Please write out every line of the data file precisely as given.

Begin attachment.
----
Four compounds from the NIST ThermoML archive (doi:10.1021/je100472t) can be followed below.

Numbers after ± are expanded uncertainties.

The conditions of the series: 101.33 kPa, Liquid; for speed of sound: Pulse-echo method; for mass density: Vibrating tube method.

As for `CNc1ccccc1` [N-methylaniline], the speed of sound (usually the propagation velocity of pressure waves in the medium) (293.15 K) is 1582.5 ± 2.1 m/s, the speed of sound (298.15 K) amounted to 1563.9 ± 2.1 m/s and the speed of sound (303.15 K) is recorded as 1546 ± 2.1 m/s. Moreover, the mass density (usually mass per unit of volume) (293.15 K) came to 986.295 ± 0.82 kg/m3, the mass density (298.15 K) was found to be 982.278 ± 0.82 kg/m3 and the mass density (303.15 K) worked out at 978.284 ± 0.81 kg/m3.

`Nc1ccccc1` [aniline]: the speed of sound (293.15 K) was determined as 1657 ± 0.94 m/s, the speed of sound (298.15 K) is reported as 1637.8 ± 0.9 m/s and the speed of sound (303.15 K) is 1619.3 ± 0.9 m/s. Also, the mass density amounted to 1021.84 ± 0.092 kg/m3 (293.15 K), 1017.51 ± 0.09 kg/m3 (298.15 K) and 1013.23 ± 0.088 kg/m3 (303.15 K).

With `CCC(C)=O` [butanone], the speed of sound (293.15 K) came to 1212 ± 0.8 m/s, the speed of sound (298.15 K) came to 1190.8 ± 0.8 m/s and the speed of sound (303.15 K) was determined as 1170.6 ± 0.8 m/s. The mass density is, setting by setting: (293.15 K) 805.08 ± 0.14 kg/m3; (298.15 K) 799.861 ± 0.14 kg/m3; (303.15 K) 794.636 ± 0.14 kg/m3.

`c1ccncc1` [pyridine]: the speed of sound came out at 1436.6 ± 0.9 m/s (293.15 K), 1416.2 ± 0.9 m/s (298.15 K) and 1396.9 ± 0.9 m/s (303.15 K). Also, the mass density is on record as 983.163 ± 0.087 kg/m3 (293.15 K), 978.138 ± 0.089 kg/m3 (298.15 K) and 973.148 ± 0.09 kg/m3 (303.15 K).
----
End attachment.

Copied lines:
Four compounds from the NIST ThermoML archive (doi:10.1021/je100472t) can be followed below.

Numbers after ± are expanded uncertainties.

The conditions of the series: 101.33 kPa, Liquid; for speed of sound: Pulse-echo method; for mass density: Vibrating tube method.

As for `CNc1ccccc1` [N-methylaniline], the speed of sound (usually the propagation velocity of pressure waves in the medium) (293.15 K) is 1582.5 ± 2.1 m/s, the speed of sound (298.15 K) amounted to 1563.9 ± 2.1 m/s and the speed of sound (303.15 K) is recorded as 1546 ± 2.1 m/s. Moreover, the mass density (usually mass per unit of volume) (293.15 K) came to 986.295 ± 0.82 kg/m3, the mass density (298.15 K) was found to be 982.278 ± 0.82 kg/m3 and the mass density (303.15 K) worked out at 978.284 ± 0.81 kg/m3.

`Nc1ccccc1` [aniline]: the speed of sound (293.15 K) was determined as 1657 ± 0.94 m/s, the speed of sound (298.15 K) is reported as 1637.8 ± 0.9 m/s and the speed of sound (303.15 K) is 1619.3 ± 0.9 m/s. Also, the mass density amounted to 1021.84 ± 0.092 kg/m3 (293.15 K), 1017.51 ± 0.09 kg/m3 (298.15 K) and 1013.23 ± 0.088 kg/m3 (303.15 K).

With `CCC(C)=O` [butanone], the speed of sound (293.15 K) came to 1212 ± 0.8 m/s, the speed of sound (298.15 K) came to 1190.8 ± 0.8 m/s and the speed of sound (303.15 K) was determined as 1170.6 ± 0.8 m/s. The mass density is, setting by setting: (293.15 K) 805.08 ± 0.14 kg/m3; (298.15 K) 799.861 ± 0.14 kg/m3; (303.15 K) 794.636 ± 0.14 kg/m3.

`c1ccncc1` [pyridine]: the speed of sound came out at 1436.6 ± 0.9 m/s (293.15 K), 1416.2 ± 0.9 m/s (298.15 K) and 1396.9 ± 0.9 m/s (303.15 K). Also, the mass density is on record as 983.163 ± 0.087 kg/m3 (293.15 K), 978.138 ± 0.089 kg/m3 (298.15 K) and 973.148 ± 0.09 kg/m3 (303.15 K).